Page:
Over the last few seasons we’ve been exploring alternative ways to carry our trail riding essentials. We’ve tried utilizing seat bags, stuffing jersey and short pockets in addition to strapping tools to our bikes. While many of these solutions have been worked, our favorite solution has been a waist pack.
Waist packs, AKA bum bags or fanny packs, often get a bad rap as a fashion faux pas, most often adorn by cargo short wearing tourists. However, if you can get over the fact they’re waist packs, it’s hard to dismiss their functionality. My favorite waist pack to date is the Palos 4LR Waistpack from Camelbak.
The Palos has enough space to carry the equivalent to two water bottles and your basic riding essentials, all without the restrictive feel of a pack. Unlike a typical fanny pack, the Palos includes a fluid reservoir and the ability to hydrate without the struggle to remove a bottle. It also is significantly friendlier on your body in the event of a crash.
We found the best aspect of the pack to be the storage capacity. The Palos stows your gear securely via a number of compartments, each of which is secured with a zipper. An envelope closure is utilized for a side pocket, which is perfect for quick access to energy food.
An integrated tool roll simplifies the act of locating tools for trail side repairs and puts the essentials within easy reach. The wide variety of pockets makes it easy to keep organized and includes a key clip and room for a phone in the outside pocket. The overflow storage even lets you attach armor to the outside of the pack. (I found myself stashing my jacket there when it got warm)
Secure storage is often our main reason to select the waist pack over utilizing our jersey pockets. We’ve lost a number of rather expensive tools while using jersey pockets which simply up to the task of aggressive off-road cycling, much less impacts with the ground.
On top of it all, the bag has an impressive hydration capacity of 1.5 liters. I’m horrible with measurements, so I prefer to think in terms of water bottles. The included bladder roughly contains the equivalent to two water bottles, which combined with a bottle on my frame, gives me quite a bit of range. (jersey pockets, you have been out matched!)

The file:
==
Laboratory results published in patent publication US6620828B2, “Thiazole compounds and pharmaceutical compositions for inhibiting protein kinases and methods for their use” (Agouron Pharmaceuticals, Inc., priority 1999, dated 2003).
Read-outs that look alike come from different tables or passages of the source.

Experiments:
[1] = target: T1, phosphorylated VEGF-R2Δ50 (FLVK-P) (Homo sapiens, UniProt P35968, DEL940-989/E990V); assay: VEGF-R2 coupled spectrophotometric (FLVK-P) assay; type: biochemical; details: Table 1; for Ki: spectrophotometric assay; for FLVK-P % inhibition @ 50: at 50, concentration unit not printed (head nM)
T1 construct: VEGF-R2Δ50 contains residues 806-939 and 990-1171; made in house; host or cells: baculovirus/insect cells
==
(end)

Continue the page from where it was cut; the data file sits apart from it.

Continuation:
The Palos wears much like the Lumbar pack series, and inherits many of the design features, including the side pockets and 1.5 L bladder. It also adds the magnetic tube catch first seen in the new Skyline LR, which helps manage the drink tube. It takes a few rides to get used to it, but I found myself clipping the tube back without having to look down.
On the trail
I’ve been wearing it on rides ranging from 1-3 hours in length; first ride impressions were great and continued getting better over time. And the best part? No more sweaty back on warm days.
Like the Lumbar Series, carries the weight low on the hips, helping to lower your center of gravity, and aiding with stability and balance. Lumbar compression straps are smartly designed into the pack, allowing it to be cinched snugly and minimizing pack sway.
Nothing sloshed around and it didn’t feel as much like a bag strapped to my waist as much as an extension. Had it been loose, the effect of sudden weight shifting in the hips could cause oversteer and easily throw you off. I never had that issue, even ripping tight turns or whipping the bike around on jump lines.
I run a fairly minimal carry when utilizing this pack. If you like to tote a lot of stuff on rides, you’ll want to keep the straps cinched tight to avoid sway. However, I find this consistent of all the packs I’ve run. If I’m headed out on a back country mission, I’ll swap out to a back pack for more options for carrying gear, as I adjust my ride carry accordingly.
The Palos works great for sessions at many of our favorite spots and rides ranging from 1-3 hours. I’ve used it for shuttling gravity runs as well, but recently acquired a Camelbak Kudu, the enduro-specific model from Camelback that also features spine protection — safety first!
My only beef with the Palos to date? The bold color choice. Obviously not a deal breaker for a lot of riders, but we would like a grey/black or neutral color option, so we could get one to coordinate when riding our other bikes and kits. However, I liked it enough chose the color of a recent bike purchase to match it.
The Camelback Palos 4LR sells for $75.00.
Check it out a Camelbak.com